Day 3: Early morning flight to Timika. Arrive at hotel in Timika, final organization of personal equipment, review climb itinerary.

Day 4: Flight To Carstensz Pyramid Base Camp, the Yellow Valley. Rest and acclimatization in the afternoon, review of ropes, knots and technical climbing.

Day 5: Today we go on a short hike for acclimatization, final review of climb, then return to sleep at base camp.

Day 6: Summit Day! We awake early for an ‘Alpine Start’ and depart base camp in the pre dawn hours for our ascent of the peak.

Day 7: Helicopter flight from Carstensz Pyramid base camp and arrive Timika. We either stay in our hotel or connect to Bali if possible.

Days 8-9: Extra days in case of bad weather, etc.

Day 10: Flight To Bali, stay in hotel, extra day in Bali

Day 11: Depart Bali for home!

Carstensz Pyramid Expedition
$26,500
Deposit: $5,000

2019 Departures:
October 23 – November 2

2020 Departures:
March 16 – March 26
October 23 – November 2

Costs Include:
• Airport pick up and transfer to the hotel upon arrival in Bali
• Helicopter flight from Timika to Carstensz Pyramid Base Camp
• Accommodation (Single Occupancy) in Bali before and after the climb
• All meals on the expedition after departing Bali until return to Bali
• Tents, ropes, and other group climbing equipment
• All expedition logistics including climbing and trekking permits
• All equipment necessary to make a strong and safe attempt for the summit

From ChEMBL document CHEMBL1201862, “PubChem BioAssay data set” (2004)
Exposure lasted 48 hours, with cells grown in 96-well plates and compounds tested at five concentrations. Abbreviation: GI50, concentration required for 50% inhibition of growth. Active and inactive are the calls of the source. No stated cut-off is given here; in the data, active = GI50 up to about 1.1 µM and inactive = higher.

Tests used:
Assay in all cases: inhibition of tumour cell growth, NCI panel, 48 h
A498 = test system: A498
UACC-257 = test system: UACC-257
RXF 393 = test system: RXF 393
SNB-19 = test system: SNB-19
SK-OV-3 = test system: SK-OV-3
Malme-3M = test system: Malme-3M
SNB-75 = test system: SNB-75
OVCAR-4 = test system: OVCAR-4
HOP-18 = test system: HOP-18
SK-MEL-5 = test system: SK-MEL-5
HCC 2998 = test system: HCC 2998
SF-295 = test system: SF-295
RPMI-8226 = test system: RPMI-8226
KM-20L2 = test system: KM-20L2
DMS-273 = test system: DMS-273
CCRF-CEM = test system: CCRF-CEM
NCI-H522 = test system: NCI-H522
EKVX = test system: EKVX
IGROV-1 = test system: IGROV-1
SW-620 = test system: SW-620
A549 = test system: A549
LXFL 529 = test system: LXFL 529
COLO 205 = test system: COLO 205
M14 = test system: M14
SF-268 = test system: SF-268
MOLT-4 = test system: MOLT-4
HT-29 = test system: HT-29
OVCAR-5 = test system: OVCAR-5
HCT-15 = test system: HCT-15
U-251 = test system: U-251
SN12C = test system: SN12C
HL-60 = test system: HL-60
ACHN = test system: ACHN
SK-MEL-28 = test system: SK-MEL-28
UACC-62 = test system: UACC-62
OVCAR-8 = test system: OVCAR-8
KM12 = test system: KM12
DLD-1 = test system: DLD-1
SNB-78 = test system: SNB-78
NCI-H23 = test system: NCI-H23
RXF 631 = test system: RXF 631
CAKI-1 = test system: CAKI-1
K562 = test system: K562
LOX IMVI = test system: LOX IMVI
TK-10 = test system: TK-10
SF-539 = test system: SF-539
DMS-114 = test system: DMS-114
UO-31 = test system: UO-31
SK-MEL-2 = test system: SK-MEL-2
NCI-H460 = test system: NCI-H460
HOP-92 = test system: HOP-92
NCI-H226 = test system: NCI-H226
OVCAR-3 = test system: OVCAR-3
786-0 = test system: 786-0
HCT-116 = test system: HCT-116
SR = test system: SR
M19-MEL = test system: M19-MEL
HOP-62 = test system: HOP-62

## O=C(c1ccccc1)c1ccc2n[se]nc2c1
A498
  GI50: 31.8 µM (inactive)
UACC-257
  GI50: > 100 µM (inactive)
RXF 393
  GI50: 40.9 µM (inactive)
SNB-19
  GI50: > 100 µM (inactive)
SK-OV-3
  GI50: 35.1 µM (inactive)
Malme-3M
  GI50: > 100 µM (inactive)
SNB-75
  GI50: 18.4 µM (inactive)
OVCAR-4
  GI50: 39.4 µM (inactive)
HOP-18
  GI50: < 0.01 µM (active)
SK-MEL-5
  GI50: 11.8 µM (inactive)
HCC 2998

• All expedition staff including Mountain Guide and local support staff
• 1-2 nights accommodation and meals in Papua one night prior to the climb and one night following the climb
• Transport of 15kg personal equipment from Timika to Base Camp by helicopter (20kg max for internal flight from Bali – Timika)
• Porters assistance if necessary
• Satellite phone for emergency contact

Costs Do Not Include:
‌• Round trip airfare Bali – Timika. Approximate ticket cost is $500 which we will arrange
• International Air travel to and from Denpasar, Indonesia
• Indonesian tourist visa charges and airport taxes
• Personal clothing and equipment
• Meals outside Papua
• Alcoholic beverages
• Bottled or canned beverages
• Specialty coffee or espresso drinks
• Personal travel insurance, trip cancellation insurance and medical or security evacuation insurance
• Any rescue costs or costs of early departure from the expedition
• Costs from arriving early or leaving late
• Overweight baggage charges on the flight to / from Bali – Timika
• Any costs due to flight delays/cancellations
• Additional Helicopters Charters
• Personal domestic excess baggage costs
• Customary gratuities to local expedition staff, porters and guides
• Accommodation in Bali, beyond the 2 nights
• Accommodation in Papua, beyond the 2 nights